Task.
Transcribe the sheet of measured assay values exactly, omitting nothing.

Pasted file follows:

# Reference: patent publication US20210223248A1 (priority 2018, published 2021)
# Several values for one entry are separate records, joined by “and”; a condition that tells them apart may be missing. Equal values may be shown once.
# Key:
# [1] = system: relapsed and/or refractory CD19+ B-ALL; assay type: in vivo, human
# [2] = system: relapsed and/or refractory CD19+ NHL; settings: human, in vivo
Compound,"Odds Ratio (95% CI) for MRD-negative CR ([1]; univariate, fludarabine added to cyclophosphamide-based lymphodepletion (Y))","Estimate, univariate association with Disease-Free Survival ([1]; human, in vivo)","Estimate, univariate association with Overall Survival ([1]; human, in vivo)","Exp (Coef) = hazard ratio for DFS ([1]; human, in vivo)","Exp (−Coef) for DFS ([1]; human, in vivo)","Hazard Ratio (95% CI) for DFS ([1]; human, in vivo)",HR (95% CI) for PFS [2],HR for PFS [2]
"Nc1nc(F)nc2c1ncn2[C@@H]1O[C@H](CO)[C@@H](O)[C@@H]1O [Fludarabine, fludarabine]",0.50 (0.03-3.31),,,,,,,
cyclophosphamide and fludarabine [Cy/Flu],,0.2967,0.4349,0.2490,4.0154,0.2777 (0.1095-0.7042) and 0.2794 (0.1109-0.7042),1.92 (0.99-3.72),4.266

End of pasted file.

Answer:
# Reference: patent publication US20210223248A1 (priority 2018, published 2021)
# Several values for one entry are separate records, joined by “and”; a condition that tells them apart may be missing. Equal values may be shown once.
# Key:
# [1] = system: relapsed and/or refractory CD19+ B-ALL; assay type: in vivo, human
# [2] = system: relapsed and/or refractory CD19+ NHL; settings: human, in vivo
Compound,"Odds Ratio (95% CI) for MRD-negative CR ([1]; univariate, fludarabine added to cyclophosphamide-based lymphodepletion (Y))","Estimate, univariate association with Disease-Free Survival ([1]; human, in vivo)","Estimate, univariate association with Overall Survival ([1]; human, in vivo)","Exp (Coef) = hazard ratio for DFS ([1]; human, in vivo)","Exp (−Coef) for DFS ([1]; human, in vivo)","Hazard Ratio (95% CI) for DFS ([1]; human, in vivo)",HR (95% CI) for PFS [2],HR for PFS [2]
"Nc1nc(F)nc2c1ncn2[C@@H]1O[C@H](CO)[C@@H](O)[C@@H]1O [Fludarabine, fludarabine]",0.50 (0.03-3.31),,,,,,,
cyclophosphamide and fludarabine [Cy/Flu],,0.2967,0.4349,0.2490,4.0154,0.2777 (0.1095-0.7042) and 0.2794 (0.1109-0.7042),1.92 (0.99-3.72),4.266